london | For Leslie Lyndon and the London Jewish community, it was a minor miracle.
When Lyndon carried the Olympic torch through a North London neighborhood last week, it was more than representative of how Jewish Londoners have embraced the Olympic spirit. It’s been five years since Lyndon, at 63, was diagnosed with Alzheimer’s disease. No longer able to recall instructions, he needed his stepson Matthew to help him through the day.
But like most of the 8,000 torchbearers chosen to carry the Olympic flame in the run-up to the Games, he was being recognized for good works — in his case, as the former cantor of the Masorti New North London Synagogue. And his community came out by the hundreds to support him.
“Never have I felt so confident of an early minyan,” quipped Rabbi Jonathan Wittenberg in an email to his members. “To see you, Leslie, with your typical beaming smile, holding the torch high in both hands, running up the hill — I wonder how many of us cried for joy and love of you and all your family.”
The outpouring of pride — replicated across the Jewish suburbs for a couple dozen other Jewish activists honored as torchbearers — was typical of how London’s Jews have welcomed the Olympics into their lives.
Hundreds of Jewish volunteers are in the Olympic venues, such as Phil Ravitz, a retired journalist responsible for getting archers from their competitions to the press zone, and Anne Iarchy, a personal trainer marshaling the road cycling events.
The most visible Jewish presence is the dozen or so Jewish chaplains of all denominations, part of a 190-strong team of religious leaders providing pastoral services to the athletes, media, volunteers and Olympic workers.
“I’ve been quite busy,” said Alex Goldberg, one of the Orthodox chaplains. “You see people who are away from home, others who are recovering from illnesses.”
While he is there to minister from people of all religions, “I’ve probably met around 100 Jewish people, mostly from the media,” he said. “Even when they are not religious, they are pleased to see a Jewish chaplain on the team; they come up and introduce themselves.”
Supplying kosher food to the Olympic Park has been a complicated operation.
David Colman, director at Hermolis, the kosher food supplier, said the company is delivering meals to 25 non-Israeli athletes as well as maintaining a stock of 1,000 meals for journalists, 1,000 for volunteers and workers, and 500 for corporate events. In addition, kosher sandwiches and hot meals for visitors are available from some vendors in the Olympic Park.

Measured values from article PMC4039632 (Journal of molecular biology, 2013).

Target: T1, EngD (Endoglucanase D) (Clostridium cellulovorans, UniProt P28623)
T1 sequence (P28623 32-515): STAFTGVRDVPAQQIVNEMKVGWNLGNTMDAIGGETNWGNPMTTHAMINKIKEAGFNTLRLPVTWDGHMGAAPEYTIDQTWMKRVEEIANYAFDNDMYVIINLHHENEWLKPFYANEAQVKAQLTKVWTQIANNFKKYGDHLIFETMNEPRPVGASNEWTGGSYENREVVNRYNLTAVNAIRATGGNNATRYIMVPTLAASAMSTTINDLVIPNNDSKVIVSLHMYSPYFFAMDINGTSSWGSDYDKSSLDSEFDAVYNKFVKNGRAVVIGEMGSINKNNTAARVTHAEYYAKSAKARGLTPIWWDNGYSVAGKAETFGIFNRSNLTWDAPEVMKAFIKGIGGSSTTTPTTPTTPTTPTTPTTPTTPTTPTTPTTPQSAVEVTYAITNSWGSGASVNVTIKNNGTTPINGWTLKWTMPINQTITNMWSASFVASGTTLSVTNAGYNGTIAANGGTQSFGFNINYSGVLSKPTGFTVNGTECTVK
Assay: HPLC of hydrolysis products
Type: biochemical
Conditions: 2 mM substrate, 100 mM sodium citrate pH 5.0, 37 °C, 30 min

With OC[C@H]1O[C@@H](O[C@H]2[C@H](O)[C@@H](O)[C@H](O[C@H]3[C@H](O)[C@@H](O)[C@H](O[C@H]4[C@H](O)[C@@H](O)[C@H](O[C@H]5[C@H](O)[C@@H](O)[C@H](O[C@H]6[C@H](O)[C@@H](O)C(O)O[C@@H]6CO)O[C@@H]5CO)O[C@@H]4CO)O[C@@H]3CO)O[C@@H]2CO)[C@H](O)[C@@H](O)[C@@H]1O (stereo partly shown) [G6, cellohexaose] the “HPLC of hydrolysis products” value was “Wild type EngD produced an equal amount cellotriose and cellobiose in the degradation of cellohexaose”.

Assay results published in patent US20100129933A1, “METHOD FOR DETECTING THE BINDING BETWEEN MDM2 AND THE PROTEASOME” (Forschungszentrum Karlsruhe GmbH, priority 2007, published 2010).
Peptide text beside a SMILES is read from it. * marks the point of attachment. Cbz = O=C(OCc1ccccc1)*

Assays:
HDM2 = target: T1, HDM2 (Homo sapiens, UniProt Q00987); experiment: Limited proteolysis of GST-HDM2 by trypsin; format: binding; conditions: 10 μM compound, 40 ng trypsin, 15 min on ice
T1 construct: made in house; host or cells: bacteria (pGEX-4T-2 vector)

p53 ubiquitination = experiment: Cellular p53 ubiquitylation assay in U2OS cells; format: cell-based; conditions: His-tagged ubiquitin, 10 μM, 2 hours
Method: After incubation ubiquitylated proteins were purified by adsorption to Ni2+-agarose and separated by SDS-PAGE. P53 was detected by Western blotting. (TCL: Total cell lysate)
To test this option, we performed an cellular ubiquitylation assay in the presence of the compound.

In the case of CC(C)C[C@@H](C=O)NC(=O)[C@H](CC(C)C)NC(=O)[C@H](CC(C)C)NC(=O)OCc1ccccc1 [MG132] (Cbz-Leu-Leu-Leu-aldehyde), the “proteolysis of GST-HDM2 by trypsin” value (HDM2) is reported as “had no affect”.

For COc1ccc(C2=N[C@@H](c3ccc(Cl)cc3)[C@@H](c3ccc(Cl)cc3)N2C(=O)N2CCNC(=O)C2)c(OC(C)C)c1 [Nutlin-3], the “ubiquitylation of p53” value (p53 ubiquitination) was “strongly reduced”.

However, due to Olympic sponsorship rules, shops are not allowed to advertise that they are selling kosher food, and the packaging has had to be minimalist, without the company’s normal logos. (Kosher and halal stamps, however, are permitted.)
Across the city, the number of tourists visiting Jewish attractions has increased.
“We certainly have had a more international audience coming through the doors, which is fantastic,” said Janice Lopatkin, external relations executive at London’s Jewish Museum. “And we have had journalists from Singapore and Hong Kong doing reports about what else to do in London during the Olympics.”
The museum has been listed in several Olympic guides to London, along with its display about Sir Ludwig Guttmann, a German Jewish refugee to London who founded the Paralympic Games.
In the last month, some 3,000 people have visited a website set up by the Jewish Committee for the London Games (www.visitjewishlondon.com), which lists the Jewish community’s main attractions and facilities, as well as a timetable of Olympic-related events of Jewish interest.
Many congregations have had events to celebrate the Olympics. Just a few miles from the Olympic Stadium, the Woodford Liberal Synagogue held a special Olympics Kiddush last Shabbat. Congregants recited a prayer written by their rabbi, Richard Jacobi, that the Games be peaceful and healthy.
Britain’s Orthodox chief rabbi, Jonathan Sacks, composed his own prayer in memory of the 11 Israeli athletes murdered at the 1972 Munich Olympics.